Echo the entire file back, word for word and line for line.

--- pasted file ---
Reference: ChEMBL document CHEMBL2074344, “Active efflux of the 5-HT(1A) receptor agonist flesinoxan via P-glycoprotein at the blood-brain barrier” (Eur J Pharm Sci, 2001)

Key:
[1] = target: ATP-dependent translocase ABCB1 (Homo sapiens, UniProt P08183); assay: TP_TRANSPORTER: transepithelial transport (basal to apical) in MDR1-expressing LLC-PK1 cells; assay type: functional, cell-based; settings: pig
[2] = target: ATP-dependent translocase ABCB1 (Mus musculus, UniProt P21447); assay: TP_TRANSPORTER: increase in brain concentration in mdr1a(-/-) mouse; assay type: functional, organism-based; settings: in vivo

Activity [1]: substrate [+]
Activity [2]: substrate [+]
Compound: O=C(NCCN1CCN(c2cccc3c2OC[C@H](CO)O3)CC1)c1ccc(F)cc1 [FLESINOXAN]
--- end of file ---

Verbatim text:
Reference: ChEMBL document CHEMBL2074344, “Active efflux of the 5-HT(1A) receptor agonist flesinoxan via P-glycoprotein at the blood-brain barrier” (Eur J Pharm Sci, 2001)

Key:
[1] = target: ATP-dependent translocase ABCB1 (Homo sapiens, UniProt P08183); assay: TP_TRANSPORTER: transepithelial transport (basal to apical) in MDR1-expressing LLC-PK1 cells; assay type: functional, cell-based; settings: pig
[2] = target: ATP-dependent translocase ABCB1 (Mus musculus, UniProt P21447); assay: TP_TRANSPORTER: increase in brain concentration in mdr1a(-/-) mouse; assay type: functional, organism-based; settings: in vivo

Activity [1]: substrate [+]
Activity [2]: substrate [+]
Compound: O=C(NCCN1CCN(c2cccc3c2OC[C@H](CO)O3)CC1)c1ccc(F)cc1 [FLESINOXAN]